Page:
How robots are rehabilitating CQ patients
A HI-TECH rehabilitation centre is drawing people from as far as Rockhampton to the Sunshine Coast.
Eden Private Hospital’s robotics technology, which recently arrived from Austria, helps adult and adolescent rehabilitation patients improve functional deficits associated with stroke and other neurological conditions such as multiple sclerosis, cerebral palsy, Parkinson’s, and more.
The hospital claims it is the only centre in south-east Queensland to offer such an extensive robotics rehabilitation program.
Bundaberg’s Jennifer Blackburn was among the first to trial the new technology, which she said doubled the strength in her hand following nerve damage.
“I was surprised at how good the equipment was and how quickly it made a difference to my grip strength and dexterity,” she said.
“After just two weeks of using the equipment – which involved playing a series of games designed to test pressure and movement in my hand – I could tell the difference, even though I still have limited feeling in two of my fingers.
“It was a fun way to do rehabilitation and much more stimulating and motivational than traditional treatment which just involves a series of hand exercises. Tyrotherapy made the treatment go faster and it was more rewarding.”
CEO Jo Munday said hospital operator Healthe Care successfully trialled the technology earlier this year at Eden Private and one of its hospitals in New South Wales before establishing the advanced rehabilitation program.
“Our focus is on remaining at the forefront of new and innovative technologies that can improve outcomes for patients, and there is a significant evidence-base on the benefits of introducing robotics into our rehabilitation program,” she said.
Eden Private director of rehabilitation Dr Phoebe Slape said the results and feedback from patients who trialled the robotics technology was overwhelmingly positive.
“One of Eden’s young stroke survivors said she felt she completed her exercises much more comprehensively on the devices than she did in traditional therapy sessions and we had a patient with multiple sclerosis tell us she felt significant benefit from the couple of weeks of the trial,” she said.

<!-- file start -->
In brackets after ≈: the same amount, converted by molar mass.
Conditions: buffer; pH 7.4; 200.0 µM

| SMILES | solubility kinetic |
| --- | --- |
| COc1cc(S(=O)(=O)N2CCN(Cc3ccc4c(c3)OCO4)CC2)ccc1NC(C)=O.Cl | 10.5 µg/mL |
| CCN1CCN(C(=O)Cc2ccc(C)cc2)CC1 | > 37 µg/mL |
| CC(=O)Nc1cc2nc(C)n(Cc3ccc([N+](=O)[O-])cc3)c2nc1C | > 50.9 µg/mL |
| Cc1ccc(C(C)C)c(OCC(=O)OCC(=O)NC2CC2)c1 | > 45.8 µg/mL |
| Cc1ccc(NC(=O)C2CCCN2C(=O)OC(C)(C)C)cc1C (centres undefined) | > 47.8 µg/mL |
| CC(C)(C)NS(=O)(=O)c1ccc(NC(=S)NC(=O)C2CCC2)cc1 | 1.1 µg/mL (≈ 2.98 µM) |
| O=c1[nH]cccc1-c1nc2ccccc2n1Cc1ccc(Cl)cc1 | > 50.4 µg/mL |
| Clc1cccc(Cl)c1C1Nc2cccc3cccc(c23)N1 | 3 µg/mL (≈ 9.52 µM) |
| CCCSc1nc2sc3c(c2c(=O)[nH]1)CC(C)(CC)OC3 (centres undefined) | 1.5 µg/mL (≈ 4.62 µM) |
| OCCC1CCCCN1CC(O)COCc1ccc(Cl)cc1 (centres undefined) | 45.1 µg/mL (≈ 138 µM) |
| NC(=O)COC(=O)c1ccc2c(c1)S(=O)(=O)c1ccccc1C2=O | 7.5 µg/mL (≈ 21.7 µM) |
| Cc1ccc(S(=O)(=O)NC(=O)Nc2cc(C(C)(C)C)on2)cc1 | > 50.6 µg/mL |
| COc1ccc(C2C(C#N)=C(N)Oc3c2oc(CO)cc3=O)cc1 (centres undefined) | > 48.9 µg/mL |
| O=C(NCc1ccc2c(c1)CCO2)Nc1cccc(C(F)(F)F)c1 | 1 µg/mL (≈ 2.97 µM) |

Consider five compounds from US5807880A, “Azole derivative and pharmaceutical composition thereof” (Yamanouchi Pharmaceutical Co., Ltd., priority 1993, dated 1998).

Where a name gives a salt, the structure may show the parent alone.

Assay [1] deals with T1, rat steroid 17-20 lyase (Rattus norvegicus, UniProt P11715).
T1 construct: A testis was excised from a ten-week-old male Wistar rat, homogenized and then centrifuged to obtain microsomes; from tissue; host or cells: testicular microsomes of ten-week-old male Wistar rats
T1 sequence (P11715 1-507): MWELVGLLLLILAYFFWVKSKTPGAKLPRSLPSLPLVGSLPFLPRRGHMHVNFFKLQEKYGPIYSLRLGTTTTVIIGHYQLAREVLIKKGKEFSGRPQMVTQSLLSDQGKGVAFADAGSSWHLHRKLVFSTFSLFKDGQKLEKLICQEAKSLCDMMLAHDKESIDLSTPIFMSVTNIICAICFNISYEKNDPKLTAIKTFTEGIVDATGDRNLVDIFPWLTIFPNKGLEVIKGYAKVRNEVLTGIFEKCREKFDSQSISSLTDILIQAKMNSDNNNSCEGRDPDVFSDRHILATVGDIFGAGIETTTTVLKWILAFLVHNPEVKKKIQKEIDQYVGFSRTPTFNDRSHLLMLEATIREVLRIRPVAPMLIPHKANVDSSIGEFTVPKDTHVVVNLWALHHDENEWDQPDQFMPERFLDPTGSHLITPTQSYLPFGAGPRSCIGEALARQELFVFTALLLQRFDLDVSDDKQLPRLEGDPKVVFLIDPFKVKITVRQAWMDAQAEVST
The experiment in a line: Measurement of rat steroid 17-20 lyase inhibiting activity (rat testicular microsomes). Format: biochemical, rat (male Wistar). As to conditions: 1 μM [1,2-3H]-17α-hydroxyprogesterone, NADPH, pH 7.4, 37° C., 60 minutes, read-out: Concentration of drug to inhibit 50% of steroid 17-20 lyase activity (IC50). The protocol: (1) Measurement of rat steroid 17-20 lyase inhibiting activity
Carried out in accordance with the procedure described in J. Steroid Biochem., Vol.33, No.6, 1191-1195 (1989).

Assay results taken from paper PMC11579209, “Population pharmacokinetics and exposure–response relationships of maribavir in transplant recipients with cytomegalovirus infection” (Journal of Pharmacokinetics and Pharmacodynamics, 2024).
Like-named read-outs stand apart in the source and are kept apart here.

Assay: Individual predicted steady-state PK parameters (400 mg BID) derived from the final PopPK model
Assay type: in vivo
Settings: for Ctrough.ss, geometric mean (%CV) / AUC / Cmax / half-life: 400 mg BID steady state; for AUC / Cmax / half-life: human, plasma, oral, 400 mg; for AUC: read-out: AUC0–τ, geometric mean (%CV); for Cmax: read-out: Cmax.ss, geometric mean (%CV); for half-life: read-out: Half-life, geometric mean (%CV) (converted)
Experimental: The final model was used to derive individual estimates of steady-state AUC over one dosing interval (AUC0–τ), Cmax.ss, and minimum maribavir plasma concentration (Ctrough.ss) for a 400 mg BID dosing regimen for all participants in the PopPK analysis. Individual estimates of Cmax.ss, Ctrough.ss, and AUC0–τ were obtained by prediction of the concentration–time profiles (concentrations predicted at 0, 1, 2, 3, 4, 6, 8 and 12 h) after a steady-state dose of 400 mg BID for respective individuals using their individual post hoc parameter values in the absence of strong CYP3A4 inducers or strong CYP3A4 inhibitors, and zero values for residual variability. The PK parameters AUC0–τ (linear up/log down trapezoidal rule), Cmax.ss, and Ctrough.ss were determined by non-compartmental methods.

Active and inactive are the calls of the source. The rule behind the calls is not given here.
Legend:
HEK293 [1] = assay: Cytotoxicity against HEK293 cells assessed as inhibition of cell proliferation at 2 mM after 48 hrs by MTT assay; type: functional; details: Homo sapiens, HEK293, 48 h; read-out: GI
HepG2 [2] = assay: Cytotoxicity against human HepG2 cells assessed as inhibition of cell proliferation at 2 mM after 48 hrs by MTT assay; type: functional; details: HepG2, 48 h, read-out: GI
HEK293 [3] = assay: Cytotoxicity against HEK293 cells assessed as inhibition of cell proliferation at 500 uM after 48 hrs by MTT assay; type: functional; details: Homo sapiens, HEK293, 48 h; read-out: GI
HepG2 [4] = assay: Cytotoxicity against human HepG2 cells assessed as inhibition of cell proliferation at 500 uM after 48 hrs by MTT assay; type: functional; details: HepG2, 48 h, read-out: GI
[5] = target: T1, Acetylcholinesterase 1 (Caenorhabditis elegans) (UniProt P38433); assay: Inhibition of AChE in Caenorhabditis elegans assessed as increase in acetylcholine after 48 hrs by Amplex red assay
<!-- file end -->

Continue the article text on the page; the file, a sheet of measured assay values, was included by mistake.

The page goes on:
“Evidence shows repetition aids recovery and, across the board, patients find the robotics not only challenges, but engages them to keep working towards their goals, with gaming and virtual reality incorporated to aid in motivation.”
Eden Private Hospital exercise physiologist John Turnbull said the new technology enabled the hospital to enhance the effect of traditional rehabilitation by allowing patients to engage in a higher volume of therapy within a similar or reduced time frame.
“It has particular application for those who have suffered a stroke as it provides the opportunity for greater engagement with cognitive and motor retraining activities, which is vital to promoting recovery of lost function,” he said.
“Exposure to increased volume and activity is the most important thing in neurological recovery for many patients and with stroke the common theme is ‘the more you do, the better you recover’.”
Mr Turnbull said the technology also enabled real-time feedback during therapy sessions and would be offered as part of a comprehensive rehabilitation program that included traditional interdisciplinary therapies.
“The new technology provides reports on assessment, activity volume and progress and connects the patient information across the various devices so they can see how they are progressing in a graphic way, which can be highly motivating,” he said.
“We believe the incorporation of this new technology along with a rehabilitation program heavily focused on functional retraining will allow us to achieve optimal results with patients.”